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Graham Cracker S’mores Cookies.

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September 1st, I woke up thinking such thoughts as, “I can officially bake with pumpkin and make cinnamony apple pies and it’s socially acceptable because it’s fall.”

Well, it’s not officially fall. But for me, September signals the end of summer and the start of school, holiday baking, crunchy leaves, and autumn.
Besides, Starbucks is selling their pumpkin spice lattes again. If that doesn’t mean fall, then I don’t know what does.

So. What did I bake? Pumpkin muffins? A pecan pie? Something with maple or nutmeg or cranberries? Of course not. The most summery thing of all: s’mores cookies!

And I regret nothing.

Because I also have cinnamon swirl bread rising in the kitchen as we speak. That smells like September.

These are perfect for Labor Day weekend. Chocolate chip cookies with bits of Hershey bars and toasted marshmallows baked right onto a graham cracker. You know you want to.

Graham Cracker S’mores Cookies
2/3 cup shortening
1 cup brown sugar, packed
1/2 cup granulated sugar
2 eggs
1 teaspoon vanilla extract
1 teaspoon baking soda
1/2 teaspoon salt
1 teaspoon cinnamon
2 1/2 cups all-purpose flour
1 package chocolate chips
1 cup mini marshmallows, plus extra
About 3 regular-sized Hershey bars, cut into pieces
2 packages graham crackers, broken into squares

Preheat oven to 375°F. On an ungreased cookie sheet, lay out 12 large graham cracker squares.

In a large mixing bowl, cream together shortening and sugars. Add eggs and vanilla and mix until combined.

In a medium mixing bowl, stir together flour, baking soda, salt, and cinnamon. Add flour mixture slowly to shortening mixture. Mix until combined.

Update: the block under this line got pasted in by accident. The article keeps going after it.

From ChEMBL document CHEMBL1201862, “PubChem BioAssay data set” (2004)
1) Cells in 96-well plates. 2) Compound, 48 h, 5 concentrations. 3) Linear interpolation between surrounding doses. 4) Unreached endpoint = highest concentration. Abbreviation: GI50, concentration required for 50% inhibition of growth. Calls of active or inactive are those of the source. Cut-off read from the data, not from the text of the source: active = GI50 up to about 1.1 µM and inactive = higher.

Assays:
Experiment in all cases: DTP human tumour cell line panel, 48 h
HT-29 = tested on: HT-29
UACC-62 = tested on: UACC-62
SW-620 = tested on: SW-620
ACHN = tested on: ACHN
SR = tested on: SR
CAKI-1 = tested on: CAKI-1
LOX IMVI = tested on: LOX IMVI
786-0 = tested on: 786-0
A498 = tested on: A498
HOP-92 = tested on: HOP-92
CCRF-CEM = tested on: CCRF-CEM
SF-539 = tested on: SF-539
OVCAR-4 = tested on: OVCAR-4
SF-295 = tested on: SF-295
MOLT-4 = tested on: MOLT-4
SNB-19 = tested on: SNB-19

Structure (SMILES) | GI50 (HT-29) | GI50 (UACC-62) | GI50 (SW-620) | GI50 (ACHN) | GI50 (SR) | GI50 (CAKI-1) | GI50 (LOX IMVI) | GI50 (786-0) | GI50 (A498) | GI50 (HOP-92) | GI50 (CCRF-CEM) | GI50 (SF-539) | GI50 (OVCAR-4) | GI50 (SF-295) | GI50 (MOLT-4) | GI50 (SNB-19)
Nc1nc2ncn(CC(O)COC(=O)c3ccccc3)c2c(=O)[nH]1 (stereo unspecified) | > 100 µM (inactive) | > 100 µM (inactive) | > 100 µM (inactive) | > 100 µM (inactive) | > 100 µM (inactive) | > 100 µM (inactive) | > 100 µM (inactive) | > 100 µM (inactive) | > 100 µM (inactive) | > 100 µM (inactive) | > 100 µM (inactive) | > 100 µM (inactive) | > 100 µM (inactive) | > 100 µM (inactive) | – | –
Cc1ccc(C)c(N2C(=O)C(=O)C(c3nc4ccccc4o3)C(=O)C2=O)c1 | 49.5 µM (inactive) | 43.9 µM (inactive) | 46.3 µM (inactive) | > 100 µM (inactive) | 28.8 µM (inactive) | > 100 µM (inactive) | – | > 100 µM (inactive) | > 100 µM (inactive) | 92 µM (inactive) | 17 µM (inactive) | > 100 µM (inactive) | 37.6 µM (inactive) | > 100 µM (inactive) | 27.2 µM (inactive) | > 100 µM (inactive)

Add chocolate chips and marshmallows and stir together. Form into golf-ball size balls and place on top of graham crackers. Bake for 5 minutes, then remove and press Hershey pieces and an extra marshmallow or two on top.

Return to oven and bake for 5-7 minutes more until cookies are lightly golden and marshmallows are slightly melted.

Source: Barely adapted from Fahrenheit 350°.

On average, two restaurants a week closed in the year to the end of March, including casual dining chains, as well as upmarket and independent establishments, according to the latest data from analysts CGA and corporate advisory firm AlixPartners. Graeme Smith, the managing director of AlixPartners, said he expected restaurant numbers to continue to drop throughout the year as large chains in particular slim down. There have already been high-profile closures by burger chain Byron, Jamie’s Italian, Carluccio’s, the Prezzo Group and Sir Terence Conran’s Albion restaurants, but more large chains and independents are expected to suffer. “It’s easy to say this is a crisis in casual dining,” said Peter Martin at CGA. “This is a crisis happening for everyone.” Restaurants are suffering because the fall in the value of the pound since the Brexit vote has made ingredients more expensive while staff costs have risen, partly due to increases in the minimum wage. Economic uncertainty has stalled growth in the sector just as competition has increased after a surge in openings partly fuelled by private equity investment.

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